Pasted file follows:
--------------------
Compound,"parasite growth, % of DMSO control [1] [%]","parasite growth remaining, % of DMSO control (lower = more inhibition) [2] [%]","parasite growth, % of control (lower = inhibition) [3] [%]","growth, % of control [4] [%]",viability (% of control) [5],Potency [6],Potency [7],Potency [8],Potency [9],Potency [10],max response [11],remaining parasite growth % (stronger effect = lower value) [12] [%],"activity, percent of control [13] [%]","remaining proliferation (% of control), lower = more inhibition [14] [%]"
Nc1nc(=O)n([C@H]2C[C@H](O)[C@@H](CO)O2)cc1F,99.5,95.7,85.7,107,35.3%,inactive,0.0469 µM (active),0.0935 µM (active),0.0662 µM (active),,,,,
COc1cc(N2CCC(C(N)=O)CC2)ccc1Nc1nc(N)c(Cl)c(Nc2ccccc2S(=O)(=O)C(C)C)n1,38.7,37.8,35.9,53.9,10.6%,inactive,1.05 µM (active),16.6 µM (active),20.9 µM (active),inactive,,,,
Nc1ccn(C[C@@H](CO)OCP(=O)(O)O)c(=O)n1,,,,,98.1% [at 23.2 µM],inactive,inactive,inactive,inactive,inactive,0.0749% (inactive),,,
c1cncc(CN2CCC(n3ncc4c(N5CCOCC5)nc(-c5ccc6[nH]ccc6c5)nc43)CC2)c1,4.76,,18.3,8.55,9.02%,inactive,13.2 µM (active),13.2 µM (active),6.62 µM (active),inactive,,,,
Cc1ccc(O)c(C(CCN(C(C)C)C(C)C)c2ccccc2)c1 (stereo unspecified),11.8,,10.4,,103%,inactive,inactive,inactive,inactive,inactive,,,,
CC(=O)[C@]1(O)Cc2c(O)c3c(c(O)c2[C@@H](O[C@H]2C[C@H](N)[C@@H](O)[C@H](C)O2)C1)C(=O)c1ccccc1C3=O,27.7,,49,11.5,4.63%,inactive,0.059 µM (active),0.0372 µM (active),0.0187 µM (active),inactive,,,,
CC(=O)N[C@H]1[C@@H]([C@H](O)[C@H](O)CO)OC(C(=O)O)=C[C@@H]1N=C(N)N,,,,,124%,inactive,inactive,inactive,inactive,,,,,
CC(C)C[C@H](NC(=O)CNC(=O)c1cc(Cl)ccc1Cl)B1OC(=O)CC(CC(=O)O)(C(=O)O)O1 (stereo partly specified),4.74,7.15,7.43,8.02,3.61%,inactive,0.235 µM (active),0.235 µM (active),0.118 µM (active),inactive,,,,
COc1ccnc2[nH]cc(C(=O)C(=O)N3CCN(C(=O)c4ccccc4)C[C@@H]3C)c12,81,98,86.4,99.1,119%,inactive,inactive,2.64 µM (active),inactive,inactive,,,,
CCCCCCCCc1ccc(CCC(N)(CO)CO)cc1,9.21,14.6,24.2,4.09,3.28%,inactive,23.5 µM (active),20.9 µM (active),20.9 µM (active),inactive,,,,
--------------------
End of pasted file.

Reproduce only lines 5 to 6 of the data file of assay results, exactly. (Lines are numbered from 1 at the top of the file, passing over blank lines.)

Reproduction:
c1cncc(CN2CCC(n3ncc4c(N5CCOCC5)nc(-c5ccc6[nH]ccc6c5)nc43)CC2)c1,4.76,,18.3,8.55,9.02%,inactive,13.2 µM (active),13.2 µM (active),6.62 µM (active),inactive,,,,
Cc1ccc(O)c(C(CCN(C(C)C)C(C)C)c2ccccc2)c1 (stereo unspecified),11.8,,10.4,,103%,inactive,inactive,inactive,inactive,inactive,,,,